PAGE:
• Topic: Security, Development, Politics
  • Political Geography: Europe, Bosnia, Herzegovina
  • Author: José A. Olmeda
  • Publication Date: 02-2005
  • Content Type: Working Paper
  • Institution: Geneva Centre for Security Sector Governance (DCAF)
  • Abstract: It must be considered that there is nothing more difficult to carry out, nor more doubtful of success, nor more dangerous to handle, than to initiate a new order of things. For the reformer has enemies in all those who profit by the old order, and only lukewarm defenders in all those who would profit by the new (Niccolò Machiavelli, The Prince, Chapter 6).
  • Topic: Security, Development, Politics
  • Political Geography: Europe, Spain
  • Author: Ümit Cizre
  • Publication Date: 11-2004
  • Content Type: Working Paper
  • Institution: Geneva Centre for Security Sector Governance (DCAF)
  • Abstract: This paper addresses three questions regarding Security Sector Reform (SSR) in Turkey: First, under what objectives of the SSR concept does the discussion of the Security Sector Reform in Turkey fall, or, put differently, what is the relevance of the post-Cold War SSR agenda-–coming as a response to Western reorientation of security priorities–for the reform of the guiding principles, structures, and operations of security institutions in Turkey? The second query concerns the nature of SSR in Turkey, problems contained therein, and its impact on the system, if not on the country's chances for accession to the EU, and on the civil-military equilibrium in the new millennium. The final question explores the lessons to be learned from the objectives and trajectories of Turkey's SSR agenda. These questions, and corresponding answers, will be organized in the following five sections.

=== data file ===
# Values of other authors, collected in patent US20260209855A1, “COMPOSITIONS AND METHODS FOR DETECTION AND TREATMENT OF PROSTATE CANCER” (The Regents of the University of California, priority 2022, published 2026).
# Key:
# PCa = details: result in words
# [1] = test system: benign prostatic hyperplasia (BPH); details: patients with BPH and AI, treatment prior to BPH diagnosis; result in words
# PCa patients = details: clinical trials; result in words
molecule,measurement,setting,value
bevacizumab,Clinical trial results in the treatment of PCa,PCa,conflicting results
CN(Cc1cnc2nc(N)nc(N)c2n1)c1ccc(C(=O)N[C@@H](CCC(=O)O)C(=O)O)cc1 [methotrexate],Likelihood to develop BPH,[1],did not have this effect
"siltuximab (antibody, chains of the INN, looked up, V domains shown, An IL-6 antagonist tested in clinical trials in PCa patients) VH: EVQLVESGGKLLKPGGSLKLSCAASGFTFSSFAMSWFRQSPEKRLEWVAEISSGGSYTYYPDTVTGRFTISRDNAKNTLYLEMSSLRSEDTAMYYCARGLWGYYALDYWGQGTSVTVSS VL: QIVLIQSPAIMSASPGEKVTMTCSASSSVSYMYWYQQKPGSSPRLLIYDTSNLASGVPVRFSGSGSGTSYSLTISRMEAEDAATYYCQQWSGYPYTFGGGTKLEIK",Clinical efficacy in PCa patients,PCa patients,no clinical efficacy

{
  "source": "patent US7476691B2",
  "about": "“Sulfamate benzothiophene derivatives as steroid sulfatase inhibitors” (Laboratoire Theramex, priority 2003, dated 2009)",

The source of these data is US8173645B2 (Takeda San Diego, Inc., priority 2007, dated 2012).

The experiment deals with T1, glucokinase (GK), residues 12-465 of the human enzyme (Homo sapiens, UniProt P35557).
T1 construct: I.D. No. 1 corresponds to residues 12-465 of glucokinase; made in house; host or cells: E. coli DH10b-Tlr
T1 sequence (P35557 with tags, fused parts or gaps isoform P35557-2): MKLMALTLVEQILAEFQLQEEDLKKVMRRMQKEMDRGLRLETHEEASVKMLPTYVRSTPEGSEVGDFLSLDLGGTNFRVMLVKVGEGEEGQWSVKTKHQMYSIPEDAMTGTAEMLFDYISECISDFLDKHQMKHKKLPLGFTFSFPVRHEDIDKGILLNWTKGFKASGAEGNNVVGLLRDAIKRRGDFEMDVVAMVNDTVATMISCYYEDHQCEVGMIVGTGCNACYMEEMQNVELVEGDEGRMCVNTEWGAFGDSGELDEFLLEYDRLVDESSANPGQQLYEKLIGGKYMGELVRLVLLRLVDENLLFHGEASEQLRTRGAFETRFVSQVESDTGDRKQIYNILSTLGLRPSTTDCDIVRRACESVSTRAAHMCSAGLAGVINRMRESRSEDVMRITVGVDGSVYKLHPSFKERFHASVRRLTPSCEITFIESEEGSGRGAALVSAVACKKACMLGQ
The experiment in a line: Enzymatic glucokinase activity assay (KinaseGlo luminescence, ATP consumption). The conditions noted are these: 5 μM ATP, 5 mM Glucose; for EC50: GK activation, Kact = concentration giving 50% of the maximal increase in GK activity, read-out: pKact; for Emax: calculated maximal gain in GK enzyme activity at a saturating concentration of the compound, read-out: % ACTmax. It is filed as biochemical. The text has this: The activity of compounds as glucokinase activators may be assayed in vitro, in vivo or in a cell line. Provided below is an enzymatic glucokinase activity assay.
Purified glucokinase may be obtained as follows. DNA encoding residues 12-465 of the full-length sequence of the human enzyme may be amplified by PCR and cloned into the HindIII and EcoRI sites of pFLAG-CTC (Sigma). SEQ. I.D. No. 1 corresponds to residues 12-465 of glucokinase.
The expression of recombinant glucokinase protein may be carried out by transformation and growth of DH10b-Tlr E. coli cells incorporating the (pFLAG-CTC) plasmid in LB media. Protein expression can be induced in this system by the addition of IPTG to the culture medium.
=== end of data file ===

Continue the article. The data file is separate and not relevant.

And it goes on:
• Topic: Security, Arms Control and Proliferation, Cold War, Politics
  • Political Geography: Turkey, Eastern Europe
  • Author: Philipp H. Fluri
  • Publication Date: 11-2004
  • Content Type: Working Paper
  • Institution: Geneva Centre for Security Sector Governance (DCAF)
  • Abstract: The effort to universally promote and apply multilateral disarmament and arms control treaties requires public understanding of the contribution of such treaties to international security. All too often specialized knowledge of disarmament, arms control and non-proliferation treaties remains concentrated with the executive and a few specialized departments of the Ministries of Defense or Foreign Affairs: whilst parliamentarians and the public remain largely ignorant about them. However, without either comprehensively informed and committed parliamentary oversight and guidance, or scrutiny by an empowered civil society, arms control and disarmament treaties will neither be sufficiently understood nor successfully implemented.
  • Topic: Security, Arms Control and Proliferation, Civil Society, Politics
  • Political Geography: Europe
  • Author: Hanspeter Mattes
  • Publication Date: 08-2004
  • Content Type: Working Paper
  • Institution: Geneva Centre for Security Sector Governance (DCAF)